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Wednesday, June 30, 2021

Verona Quartet, Diffusion, Janacek, Szymanowski, Ravel Quartets


So much music keeps coming to us, the listeners. Yet dig we must for the buried treasures? Today like most days I have one that has gotten through to my ears and deserves attention. It is the recorded debut of the Verona Quartet in a program entitled Diffusion (Azica ACD-71339).

It is perhaps a truism that some works gain in comprehensibility after a certain amount of time, so that for example Stravinsky's "Rite of Spring" after a certain point became more comprehensible to great conductors and great orchestras, and so too to audiences, so that at least some performances in time made greater sense, had mastered the musical language of the work and thereby played out the whole with a fluid lucidity not previously heard.

Hold that thought for a minute while we cover the preliminaries of today's album. The Verona Quartet steps forth in a thematic way here. Diffusion plays upon the quartet's diverse cultural origins--Singapore, Canada, US, UK--and presents a program that in essence assumes, benefits from and encompasses the foursome's local folk roots and gives us a kind of cohesive picture of how they diffuse their own backgrounds and come to understand the corresponding elements in each of the three quartets featured in the program, namely Leos Janacek's String Quartet No. 2 "Intimate Letters," Karol Szymanowski's String Quartet No. 2 and Maurice Ravel's String Quartet in F Major.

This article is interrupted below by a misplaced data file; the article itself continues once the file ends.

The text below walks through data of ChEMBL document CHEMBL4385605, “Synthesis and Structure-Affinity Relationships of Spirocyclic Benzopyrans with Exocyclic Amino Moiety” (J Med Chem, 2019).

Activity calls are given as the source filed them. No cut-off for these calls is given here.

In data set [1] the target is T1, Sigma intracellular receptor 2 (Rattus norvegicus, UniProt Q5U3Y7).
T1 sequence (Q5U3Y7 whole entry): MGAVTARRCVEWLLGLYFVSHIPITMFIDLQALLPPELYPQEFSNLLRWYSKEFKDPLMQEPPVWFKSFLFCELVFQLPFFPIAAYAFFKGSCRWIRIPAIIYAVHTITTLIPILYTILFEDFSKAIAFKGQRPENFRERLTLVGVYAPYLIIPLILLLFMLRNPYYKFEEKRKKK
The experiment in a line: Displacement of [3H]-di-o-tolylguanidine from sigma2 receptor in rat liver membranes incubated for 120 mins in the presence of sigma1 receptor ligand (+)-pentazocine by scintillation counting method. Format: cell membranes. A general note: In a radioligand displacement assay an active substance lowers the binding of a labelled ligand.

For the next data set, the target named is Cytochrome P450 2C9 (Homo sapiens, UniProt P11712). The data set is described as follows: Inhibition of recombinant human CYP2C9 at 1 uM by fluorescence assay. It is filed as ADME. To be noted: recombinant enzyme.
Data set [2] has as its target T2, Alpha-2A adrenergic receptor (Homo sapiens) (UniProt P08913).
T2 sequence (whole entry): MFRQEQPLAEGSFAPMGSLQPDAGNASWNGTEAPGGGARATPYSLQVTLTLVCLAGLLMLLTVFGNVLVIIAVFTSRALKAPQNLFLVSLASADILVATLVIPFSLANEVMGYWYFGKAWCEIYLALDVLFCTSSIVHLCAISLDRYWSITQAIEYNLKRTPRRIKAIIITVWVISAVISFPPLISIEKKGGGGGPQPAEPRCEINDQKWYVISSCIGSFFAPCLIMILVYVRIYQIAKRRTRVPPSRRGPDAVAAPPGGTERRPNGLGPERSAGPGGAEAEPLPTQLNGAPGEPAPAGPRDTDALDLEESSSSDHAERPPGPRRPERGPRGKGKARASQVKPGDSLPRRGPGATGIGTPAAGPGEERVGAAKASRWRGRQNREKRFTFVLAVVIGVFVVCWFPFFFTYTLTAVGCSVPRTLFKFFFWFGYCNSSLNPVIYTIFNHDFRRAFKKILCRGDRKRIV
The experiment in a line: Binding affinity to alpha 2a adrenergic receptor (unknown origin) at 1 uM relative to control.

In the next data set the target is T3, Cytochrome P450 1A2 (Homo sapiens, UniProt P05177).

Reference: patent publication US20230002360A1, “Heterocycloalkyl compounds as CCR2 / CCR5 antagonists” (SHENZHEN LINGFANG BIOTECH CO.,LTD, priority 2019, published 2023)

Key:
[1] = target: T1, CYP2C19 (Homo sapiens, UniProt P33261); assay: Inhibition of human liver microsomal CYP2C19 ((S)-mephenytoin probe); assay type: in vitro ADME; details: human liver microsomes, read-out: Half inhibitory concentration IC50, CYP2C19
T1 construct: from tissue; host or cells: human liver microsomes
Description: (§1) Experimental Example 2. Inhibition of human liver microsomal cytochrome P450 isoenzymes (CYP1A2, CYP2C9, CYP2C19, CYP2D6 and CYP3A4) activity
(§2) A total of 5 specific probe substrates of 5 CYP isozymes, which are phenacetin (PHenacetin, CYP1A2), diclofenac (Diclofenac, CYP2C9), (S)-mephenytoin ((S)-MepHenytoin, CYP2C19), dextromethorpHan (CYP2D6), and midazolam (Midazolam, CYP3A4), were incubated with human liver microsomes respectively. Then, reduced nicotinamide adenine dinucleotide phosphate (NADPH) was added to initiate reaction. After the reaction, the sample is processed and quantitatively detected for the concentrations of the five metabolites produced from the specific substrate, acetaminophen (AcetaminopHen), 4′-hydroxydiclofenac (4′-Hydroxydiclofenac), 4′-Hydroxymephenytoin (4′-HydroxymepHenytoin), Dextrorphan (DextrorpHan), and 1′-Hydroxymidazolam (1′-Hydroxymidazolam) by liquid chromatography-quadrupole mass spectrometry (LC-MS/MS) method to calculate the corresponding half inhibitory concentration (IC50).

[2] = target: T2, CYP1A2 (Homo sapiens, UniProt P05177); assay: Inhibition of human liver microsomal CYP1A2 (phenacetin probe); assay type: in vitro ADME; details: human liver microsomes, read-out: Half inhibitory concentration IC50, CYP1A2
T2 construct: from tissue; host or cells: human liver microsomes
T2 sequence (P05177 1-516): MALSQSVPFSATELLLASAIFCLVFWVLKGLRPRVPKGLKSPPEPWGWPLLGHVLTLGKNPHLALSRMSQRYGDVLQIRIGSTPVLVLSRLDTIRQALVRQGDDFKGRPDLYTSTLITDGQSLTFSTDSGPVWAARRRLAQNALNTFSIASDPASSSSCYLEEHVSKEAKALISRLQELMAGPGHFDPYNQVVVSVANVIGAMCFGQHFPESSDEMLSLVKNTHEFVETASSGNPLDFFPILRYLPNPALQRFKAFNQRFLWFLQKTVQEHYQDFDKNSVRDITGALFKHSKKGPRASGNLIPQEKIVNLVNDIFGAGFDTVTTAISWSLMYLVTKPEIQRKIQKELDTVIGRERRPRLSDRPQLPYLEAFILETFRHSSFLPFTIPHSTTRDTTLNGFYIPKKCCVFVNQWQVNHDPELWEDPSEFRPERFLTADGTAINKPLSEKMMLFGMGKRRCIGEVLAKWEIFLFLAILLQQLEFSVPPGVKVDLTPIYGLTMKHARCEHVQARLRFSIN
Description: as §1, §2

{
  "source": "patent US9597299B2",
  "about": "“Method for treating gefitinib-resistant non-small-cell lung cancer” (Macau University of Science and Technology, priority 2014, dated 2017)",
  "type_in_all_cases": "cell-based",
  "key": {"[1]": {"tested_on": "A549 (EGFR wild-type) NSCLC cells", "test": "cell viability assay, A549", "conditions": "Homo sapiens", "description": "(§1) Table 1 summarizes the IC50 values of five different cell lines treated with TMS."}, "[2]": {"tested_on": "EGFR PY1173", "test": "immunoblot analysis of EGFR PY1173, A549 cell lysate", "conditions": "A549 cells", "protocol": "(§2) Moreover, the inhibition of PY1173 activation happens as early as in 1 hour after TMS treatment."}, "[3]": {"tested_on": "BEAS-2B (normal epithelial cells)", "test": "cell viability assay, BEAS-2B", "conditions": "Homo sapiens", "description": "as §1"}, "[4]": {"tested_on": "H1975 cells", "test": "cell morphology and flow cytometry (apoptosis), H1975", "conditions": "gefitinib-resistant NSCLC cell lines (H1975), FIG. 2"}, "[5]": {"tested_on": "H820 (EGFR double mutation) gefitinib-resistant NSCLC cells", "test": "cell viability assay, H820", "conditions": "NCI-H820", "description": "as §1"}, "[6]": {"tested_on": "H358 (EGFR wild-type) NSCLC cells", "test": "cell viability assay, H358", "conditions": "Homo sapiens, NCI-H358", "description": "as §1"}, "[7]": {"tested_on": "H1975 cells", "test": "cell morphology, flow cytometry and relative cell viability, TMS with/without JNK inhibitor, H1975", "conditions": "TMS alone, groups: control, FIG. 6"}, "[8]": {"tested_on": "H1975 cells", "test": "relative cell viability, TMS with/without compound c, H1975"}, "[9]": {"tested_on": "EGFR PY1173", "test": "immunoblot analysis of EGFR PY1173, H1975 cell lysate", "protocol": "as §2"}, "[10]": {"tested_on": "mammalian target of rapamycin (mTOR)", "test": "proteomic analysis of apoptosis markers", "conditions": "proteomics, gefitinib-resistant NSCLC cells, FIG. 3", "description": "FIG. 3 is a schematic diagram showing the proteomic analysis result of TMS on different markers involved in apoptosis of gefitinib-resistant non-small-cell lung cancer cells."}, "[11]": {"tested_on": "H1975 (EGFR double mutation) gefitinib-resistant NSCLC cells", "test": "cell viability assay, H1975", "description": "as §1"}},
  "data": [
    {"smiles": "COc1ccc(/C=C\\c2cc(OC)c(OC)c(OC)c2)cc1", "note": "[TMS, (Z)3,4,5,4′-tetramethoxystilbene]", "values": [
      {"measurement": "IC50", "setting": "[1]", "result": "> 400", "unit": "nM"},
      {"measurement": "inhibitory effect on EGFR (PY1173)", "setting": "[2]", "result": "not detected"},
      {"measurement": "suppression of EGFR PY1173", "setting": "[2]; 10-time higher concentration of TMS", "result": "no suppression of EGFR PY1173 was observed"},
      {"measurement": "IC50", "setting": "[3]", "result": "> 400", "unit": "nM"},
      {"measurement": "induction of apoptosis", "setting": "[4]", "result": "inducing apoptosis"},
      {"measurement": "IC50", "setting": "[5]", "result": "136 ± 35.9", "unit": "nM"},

I am not so familiar with the Szymanowski but it is a nice version and good to hear, very worthwhile in itself. The Janacek and the Ravel are both favorites of mine, melodic harmonic wholes made up of disparate parts, striking motifs that gather together in brilliant juxtapositions. 

What seems remarkable to me on these performances is the detailed finessing of all the motifs and their seamless juxtaposition of all with all perhaps like never quite heard in this way. Hence my thought at the beginning of this article about how as time passes artists who are further on in the evolution of the modern classical world can express a whole with increasing sympathy and understanding. 

In short the Verona Quartet's personal diffusion has made it possible for rather ideally ravishing readings of these most inventive Modern-vernacular exceptionalities. The time has come for the Verona Quartet and with their superb musicianship and interpretive brilliance I hope we can look forward to many years of greatness from them. Kudos and congratulations on such a fine debut! Listen to this one without fail if you can. Do not miss it.

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